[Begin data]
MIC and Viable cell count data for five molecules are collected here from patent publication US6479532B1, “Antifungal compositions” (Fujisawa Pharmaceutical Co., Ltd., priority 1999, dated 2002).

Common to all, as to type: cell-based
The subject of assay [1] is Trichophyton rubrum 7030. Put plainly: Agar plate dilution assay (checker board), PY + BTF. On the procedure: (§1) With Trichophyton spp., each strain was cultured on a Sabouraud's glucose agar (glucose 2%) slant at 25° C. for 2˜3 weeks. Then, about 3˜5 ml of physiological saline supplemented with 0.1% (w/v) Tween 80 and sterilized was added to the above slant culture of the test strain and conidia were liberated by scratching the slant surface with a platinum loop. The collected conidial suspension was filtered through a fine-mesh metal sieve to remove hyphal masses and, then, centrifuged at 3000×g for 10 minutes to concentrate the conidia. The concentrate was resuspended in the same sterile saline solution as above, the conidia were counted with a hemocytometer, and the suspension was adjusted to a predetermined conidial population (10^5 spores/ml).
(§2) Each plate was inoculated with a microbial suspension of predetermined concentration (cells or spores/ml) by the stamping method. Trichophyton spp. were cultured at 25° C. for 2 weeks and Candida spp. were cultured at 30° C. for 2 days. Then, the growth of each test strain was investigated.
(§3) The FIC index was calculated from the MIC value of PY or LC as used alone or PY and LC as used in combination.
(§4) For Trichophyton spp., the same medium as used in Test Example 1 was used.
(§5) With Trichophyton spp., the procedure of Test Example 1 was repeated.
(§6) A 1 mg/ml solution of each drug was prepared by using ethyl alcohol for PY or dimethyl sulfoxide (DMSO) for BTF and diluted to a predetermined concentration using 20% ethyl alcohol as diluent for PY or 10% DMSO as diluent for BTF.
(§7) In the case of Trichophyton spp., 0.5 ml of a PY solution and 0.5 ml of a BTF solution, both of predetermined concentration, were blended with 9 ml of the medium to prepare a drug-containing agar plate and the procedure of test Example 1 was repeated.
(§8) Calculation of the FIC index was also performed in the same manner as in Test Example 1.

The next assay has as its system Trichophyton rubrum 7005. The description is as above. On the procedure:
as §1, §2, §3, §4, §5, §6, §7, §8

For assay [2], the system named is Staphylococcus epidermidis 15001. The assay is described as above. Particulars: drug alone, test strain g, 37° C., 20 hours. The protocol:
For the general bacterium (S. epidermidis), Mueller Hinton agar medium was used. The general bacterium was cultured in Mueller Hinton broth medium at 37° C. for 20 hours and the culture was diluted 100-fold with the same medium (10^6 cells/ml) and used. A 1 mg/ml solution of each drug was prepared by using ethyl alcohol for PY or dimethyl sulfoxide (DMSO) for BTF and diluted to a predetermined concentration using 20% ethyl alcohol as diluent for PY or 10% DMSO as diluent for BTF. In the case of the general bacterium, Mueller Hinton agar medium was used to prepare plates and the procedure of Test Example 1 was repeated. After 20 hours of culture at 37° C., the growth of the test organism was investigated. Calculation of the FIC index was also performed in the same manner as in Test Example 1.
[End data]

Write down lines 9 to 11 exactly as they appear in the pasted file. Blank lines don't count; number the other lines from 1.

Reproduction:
(§7) In the case of Trichophyton spp., 0.5 ml of a PY solution and 0.5 ml of a BTF solution, both of predetermined concentration, were blended with 9 ml of the medium to prepare a drug-containing agar plate and the procedure of test Example 1 was repeated.
(§8) Calculation of the FIC index was also performed in the same manner as in Test Example 1.

The next assay has as its system Trichophyton rubrum 7005. The description is as above. On the procedure: